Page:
Illinois App Privacy Principles

At Rokwire, we take a revolutionary approach to user privacy and data ownership. Users select the level of privacy with which they are comfortable. They own their data. We do not sell it.

  1. Minimal data collection and retention

    1. We ask for data only when we need it to serve users.
    2. We store only data that are used to enhance user experiences.
    3. We keep data no longer than is necessary to support our users.
    4. We are transparent about information we collect.
  2. Consent, choice, and control are fundamental

    1. We seek consent prior to collecting data.
    2. We provide users a choice about privacy levels.
      1. They can change their privacy settings at any time.
      2. If they decide to move from a privacy setting associated with greater functionality to greater privacy, we honor that change and no longer collect data allowed at their previous privacy setting.
    3. We allow users to delete their data at any time.
      1. Rokwire users have the right to be forgotten at any time.
      2. The entire ecosystem will honor and remove their data.
    4. Individual anonymized data cannot be extracted from the ROKWIRE platform. The platform supports queries against anonymized records but only if at least 25 individuals are included in the subset of data that is being queried.
  3. Robust Security

    1. All PII (personally identifiable information) user data are stored in a highly secure state-of-the-art storage system supported by the University of Illinois.
    2. PII and anonymized data are protected by a system we call the ROKWALL.
    3. We do not share user data with others. This includes all data related to a users:
      1. Profile information
      2. Financial information
      3. Location information
      4. Health information
      5. Academic records


Below are examples of the types of personal information we will keep behind the ROKWALL. These characteristics are drawn from the California Consumer Privacy Act (CCPA) that went into effect on 1 January 2020.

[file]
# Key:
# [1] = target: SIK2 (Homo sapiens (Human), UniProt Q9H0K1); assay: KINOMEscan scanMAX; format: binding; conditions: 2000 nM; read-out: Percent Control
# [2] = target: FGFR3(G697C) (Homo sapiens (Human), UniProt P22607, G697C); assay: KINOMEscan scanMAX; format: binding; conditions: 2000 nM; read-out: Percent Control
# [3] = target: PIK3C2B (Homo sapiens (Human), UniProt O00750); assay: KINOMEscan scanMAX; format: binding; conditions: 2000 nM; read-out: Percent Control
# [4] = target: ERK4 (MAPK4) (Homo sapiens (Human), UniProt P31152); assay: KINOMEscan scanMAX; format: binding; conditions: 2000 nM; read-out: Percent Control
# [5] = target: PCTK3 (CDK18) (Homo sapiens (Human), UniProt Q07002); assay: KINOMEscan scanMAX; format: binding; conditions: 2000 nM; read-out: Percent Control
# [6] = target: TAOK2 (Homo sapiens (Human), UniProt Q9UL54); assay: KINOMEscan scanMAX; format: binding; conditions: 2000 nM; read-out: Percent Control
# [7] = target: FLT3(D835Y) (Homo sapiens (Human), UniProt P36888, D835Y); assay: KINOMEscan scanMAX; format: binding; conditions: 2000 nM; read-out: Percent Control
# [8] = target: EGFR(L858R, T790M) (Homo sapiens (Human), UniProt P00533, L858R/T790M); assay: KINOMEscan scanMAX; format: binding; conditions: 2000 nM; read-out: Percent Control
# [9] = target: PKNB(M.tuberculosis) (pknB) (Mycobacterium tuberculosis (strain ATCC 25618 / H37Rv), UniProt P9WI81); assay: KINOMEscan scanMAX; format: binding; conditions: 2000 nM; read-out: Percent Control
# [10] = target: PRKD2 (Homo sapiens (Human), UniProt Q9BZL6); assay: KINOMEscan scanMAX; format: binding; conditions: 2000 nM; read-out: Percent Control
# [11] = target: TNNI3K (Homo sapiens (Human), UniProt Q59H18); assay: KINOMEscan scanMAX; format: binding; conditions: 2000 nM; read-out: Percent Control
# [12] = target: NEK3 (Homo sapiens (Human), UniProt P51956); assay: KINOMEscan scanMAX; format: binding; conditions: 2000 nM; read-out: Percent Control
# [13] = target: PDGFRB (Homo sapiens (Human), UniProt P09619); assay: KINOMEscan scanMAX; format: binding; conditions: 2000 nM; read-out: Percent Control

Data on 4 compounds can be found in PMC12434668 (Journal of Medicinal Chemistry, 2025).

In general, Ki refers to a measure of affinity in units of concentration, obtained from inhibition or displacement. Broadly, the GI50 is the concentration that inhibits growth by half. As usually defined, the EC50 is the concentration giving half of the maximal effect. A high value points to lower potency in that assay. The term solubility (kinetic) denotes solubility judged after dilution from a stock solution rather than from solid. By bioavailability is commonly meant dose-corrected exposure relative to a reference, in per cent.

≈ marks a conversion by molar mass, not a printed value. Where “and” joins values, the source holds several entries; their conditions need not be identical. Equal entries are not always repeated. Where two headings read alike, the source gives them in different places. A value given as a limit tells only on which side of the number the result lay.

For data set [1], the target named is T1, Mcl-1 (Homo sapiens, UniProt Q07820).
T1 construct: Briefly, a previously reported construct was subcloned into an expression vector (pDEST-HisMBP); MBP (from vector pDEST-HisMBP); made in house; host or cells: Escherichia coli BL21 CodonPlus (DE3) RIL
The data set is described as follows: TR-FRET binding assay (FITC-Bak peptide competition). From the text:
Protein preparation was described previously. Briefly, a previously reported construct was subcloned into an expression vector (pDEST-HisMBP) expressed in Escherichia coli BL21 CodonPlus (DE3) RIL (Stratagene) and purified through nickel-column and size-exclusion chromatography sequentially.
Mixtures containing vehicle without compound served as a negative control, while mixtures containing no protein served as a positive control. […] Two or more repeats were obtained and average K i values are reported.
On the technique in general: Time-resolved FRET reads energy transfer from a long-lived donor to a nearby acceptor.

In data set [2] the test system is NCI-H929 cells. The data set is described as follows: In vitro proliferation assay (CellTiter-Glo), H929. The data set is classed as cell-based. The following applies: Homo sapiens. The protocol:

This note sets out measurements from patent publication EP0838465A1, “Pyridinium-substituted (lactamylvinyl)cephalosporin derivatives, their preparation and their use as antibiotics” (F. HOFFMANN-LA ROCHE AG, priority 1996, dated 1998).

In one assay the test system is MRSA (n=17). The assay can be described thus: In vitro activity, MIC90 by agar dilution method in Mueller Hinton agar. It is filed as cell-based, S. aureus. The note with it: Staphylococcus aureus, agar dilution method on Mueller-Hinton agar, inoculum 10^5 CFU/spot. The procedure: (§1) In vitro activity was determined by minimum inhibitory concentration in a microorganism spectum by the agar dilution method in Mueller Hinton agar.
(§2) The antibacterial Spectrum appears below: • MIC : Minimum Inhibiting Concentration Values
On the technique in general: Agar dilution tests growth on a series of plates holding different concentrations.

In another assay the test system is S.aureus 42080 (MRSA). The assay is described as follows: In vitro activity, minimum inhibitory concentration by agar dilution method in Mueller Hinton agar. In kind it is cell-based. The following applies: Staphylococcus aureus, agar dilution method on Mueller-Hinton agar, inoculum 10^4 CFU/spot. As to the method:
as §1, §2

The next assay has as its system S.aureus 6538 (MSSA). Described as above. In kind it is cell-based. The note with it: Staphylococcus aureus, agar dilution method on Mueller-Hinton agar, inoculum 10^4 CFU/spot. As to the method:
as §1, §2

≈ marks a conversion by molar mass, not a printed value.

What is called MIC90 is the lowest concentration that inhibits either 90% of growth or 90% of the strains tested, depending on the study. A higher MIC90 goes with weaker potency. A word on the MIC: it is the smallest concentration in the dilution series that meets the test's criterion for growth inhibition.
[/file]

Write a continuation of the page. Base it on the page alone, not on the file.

• Identifiers such as alias, postal address, unique personal identifier, online identifier IP address, email address, account name, Social Security number, driver’s license number, passport number, or other similar identifiers.
  • Characteristics of protected classifications under Illinois and federal law.
  • Commercial information including records of personal property, products or services purchased, obtained or considered, or other purchasing or consuming histories or tendencies.
  • Biometric information including facial expressions captured through selfies.
  • Internet or other electronic network activity information including, but not limited to, browsing history, search history and information regarding a consumer’s interaction with a website, application or advertisement.
  • Geolocation data.
  • Audio, electronic, visual, thermal, olfactory or similar information.
  • Professional or employment-related information.
  • Education information, defined as information that is not publicly available personally identifiable information (PII) as defined in the Family Educational Rights and Privacy Act (FERPA) (20 U.S.C. section 1232g, 34 C.F.R. Part 99).
  • Health information as defined by the Health Insurance Portability and Accountability Act (HIPAA) (42 U.S.C. section 1320d-2 and 45 CFR Part 162).
  • Inferences drawn from any of the information about a consumer reflecting the consumer’s preferences, characteristics, psychological trends, predispositions, behavior, attitudes, intelligence, abilities and aptitudes.